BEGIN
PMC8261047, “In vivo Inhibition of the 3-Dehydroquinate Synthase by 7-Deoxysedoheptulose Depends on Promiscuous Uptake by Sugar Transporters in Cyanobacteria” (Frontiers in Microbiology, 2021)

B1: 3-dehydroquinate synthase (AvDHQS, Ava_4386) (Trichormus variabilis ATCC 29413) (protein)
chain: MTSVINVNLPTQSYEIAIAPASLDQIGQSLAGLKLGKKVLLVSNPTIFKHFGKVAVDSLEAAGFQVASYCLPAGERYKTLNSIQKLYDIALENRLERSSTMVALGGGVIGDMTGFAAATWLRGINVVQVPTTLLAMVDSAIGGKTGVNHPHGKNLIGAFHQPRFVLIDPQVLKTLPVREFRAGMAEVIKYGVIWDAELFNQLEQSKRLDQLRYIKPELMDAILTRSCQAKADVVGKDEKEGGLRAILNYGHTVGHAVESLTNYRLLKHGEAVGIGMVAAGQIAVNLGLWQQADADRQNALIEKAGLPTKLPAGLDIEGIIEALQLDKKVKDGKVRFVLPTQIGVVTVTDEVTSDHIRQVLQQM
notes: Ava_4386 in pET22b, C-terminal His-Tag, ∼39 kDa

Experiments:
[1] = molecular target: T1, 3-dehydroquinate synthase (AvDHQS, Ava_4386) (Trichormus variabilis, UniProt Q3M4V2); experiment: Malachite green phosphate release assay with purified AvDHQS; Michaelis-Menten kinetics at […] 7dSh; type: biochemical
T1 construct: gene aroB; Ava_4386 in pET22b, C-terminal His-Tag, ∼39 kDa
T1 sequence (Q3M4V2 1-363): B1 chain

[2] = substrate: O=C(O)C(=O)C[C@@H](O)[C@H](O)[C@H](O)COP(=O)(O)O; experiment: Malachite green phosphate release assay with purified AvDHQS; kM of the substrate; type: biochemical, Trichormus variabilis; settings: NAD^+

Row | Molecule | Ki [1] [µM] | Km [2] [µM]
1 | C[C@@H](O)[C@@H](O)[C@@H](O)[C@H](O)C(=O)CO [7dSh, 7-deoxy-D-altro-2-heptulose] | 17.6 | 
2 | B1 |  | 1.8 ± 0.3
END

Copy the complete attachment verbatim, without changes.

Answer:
PMC8261047, “In vivo Inhibition of the 3-Dehydroquinate Synthase by 7-Deoxysedoheptulose Depends on Promiscuous Uptake by Sugar Transporters in Cyanobacteria” (Frontiers in Microbiology, 2021)

B1: 3-dehydroquinate synthase (AvDHQS, Ava_4386) (Trichormus variabilis ATCC 29413) (protein)
chain: MTSVINVNLPTQSYEIAIAPASLDQIGQSLAGLKLGKKVLLVSNPTIFKHFGKVAVDSLEAAGFQVASYCLPAGERYKTLNSIQKLYDIALENRLERSSTMVALGGGVIGDMTGFAAATWLRGINVVQVPTTLLAMVDSAIGGKTGVNHPHGKNLIGAFHQPRFVLIDPQVLKTLPVREFRAGMAEVIKYGVIWDAELFNQLEQSKRLDQLRYIKPELMDAILTRSCQAKADVVGKDEKEGGLRAILNYGHTVGHAVESLTNYRLLKHGEAVGIGMVAAGQIAVNLGLWQQADADRQNALIEKAGLPTKLPAGLDIEGIIEALQLDKKVKDGKVRFVLPTQIGVVTVTDEVTSDHIRQVLQQM
notes: Ava_4386 in pET22b, C-terminal His-Tag, ∼39 kDa

Experiments:
[1] = molecular target: T1, 3-dehydroquinate synthase (AvDHQS, Ava_4386) (Trichormus variabilis, UniProt Q3M4V2); experiment: Malachite green phosphate release assay with purified AvDHQS; Michaelis-Menten kinetics at […] 7dSh; type: biochemical
T1 construct: gene aroB; Ava_4386 in pET22b, C-terminal His-Tag, ∼39 kDa
T1 sequence (Q3M4V2 1-363): B1 chain

[2] = substrate: O=C(O)C(=O)C[C@@H](O)[C@H](O)[C@H](O)COP(=O)(O)O; experiment: Malachite green phosphate release assay with purified AvDHQS; kM of the substrate; type: biochemical, Trichormus variabilis; settings: NAD^+

Row | Molecule | Ki [1] [µM] | Km [2] [µM]
1 | C[C@@H](O)[C@@H](O)[C@@H](O)[C@H](O)C(=O)CO [7dSh, 7-deoxy-D-altro-2-heptulose] | 17.6 | 
2 | B1 |  | 1.8 ± 0.3